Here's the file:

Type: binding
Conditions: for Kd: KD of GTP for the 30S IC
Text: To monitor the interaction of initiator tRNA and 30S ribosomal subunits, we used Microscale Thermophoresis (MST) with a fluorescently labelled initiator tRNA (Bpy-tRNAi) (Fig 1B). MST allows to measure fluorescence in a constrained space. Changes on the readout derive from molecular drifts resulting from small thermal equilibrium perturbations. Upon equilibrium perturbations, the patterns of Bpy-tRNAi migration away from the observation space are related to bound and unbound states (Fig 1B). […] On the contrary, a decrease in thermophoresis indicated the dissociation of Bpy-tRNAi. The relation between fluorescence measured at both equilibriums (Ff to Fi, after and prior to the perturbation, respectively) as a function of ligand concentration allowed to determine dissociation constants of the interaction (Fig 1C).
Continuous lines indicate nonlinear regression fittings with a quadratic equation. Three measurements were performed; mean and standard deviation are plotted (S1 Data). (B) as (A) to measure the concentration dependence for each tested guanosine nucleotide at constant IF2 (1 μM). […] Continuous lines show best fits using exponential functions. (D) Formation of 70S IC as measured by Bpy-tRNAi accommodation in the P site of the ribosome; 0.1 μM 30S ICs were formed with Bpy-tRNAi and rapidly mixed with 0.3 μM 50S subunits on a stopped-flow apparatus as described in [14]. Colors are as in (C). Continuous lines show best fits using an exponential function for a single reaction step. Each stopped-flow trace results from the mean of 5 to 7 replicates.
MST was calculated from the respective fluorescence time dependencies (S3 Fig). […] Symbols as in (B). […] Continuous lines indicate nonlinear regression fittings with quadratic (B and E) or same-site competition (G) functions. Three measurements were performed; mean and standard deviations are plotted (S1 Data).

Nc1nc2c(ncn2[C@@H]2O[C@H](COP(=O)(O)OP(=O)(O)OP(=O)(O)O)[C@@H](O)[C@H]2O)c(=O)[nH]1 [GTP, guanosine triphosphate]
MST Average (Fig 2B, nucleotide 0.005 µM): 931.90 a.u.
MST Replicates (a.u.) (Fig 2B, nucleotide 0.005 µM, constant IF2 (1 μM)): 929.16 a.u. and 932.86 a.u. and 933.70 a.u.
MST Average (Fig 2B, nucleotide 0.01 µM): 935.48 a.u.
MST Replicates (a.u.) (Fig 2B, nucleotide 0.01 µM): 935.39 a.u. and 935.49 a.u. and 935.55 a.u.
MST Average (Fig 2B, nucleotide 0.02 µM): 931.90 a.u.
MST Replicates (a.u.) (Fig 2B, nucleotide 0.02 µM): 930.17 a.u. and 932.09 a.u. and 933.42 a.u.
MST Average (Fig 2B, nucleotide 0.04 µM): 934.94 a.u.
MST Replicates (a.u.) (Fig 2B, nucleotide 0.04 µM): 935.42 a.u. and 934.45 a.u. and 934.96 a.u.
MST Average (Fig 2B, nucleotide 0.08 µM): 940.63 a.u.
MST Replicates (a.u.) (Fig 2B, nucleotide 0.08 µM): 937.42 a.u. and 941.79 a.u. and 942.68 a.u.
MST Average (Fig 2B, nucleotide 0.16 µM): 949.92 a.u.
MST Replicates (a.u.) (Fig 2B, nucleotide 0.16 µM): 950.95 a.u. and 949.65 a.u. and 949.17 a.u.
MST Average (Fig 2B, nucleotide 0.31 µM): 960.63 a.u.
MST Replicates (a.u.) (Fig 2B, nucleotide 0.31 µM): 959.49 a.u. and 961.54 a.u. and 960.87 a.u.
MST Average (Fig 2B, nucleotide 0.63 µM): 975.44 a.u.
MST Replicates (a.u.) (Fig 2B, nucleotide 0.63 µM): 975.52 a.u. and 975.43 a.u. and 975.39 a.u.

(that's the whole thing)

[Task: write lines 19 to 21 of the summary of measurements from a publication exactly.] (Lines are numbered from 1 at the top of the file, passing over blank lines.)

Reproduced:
MST Average (Fig 2B, nucleotide 0.31 µM): 960.63 a.u.
MST Replicates (a.u.) (Fig 2B, nucleotide 0.31 µM): 959.49 a.u. and 961.54 a.u. and 960.87 a.u.
MST Average (Fig 2B, nucleotide 0.63 µM): 975.44 a.u.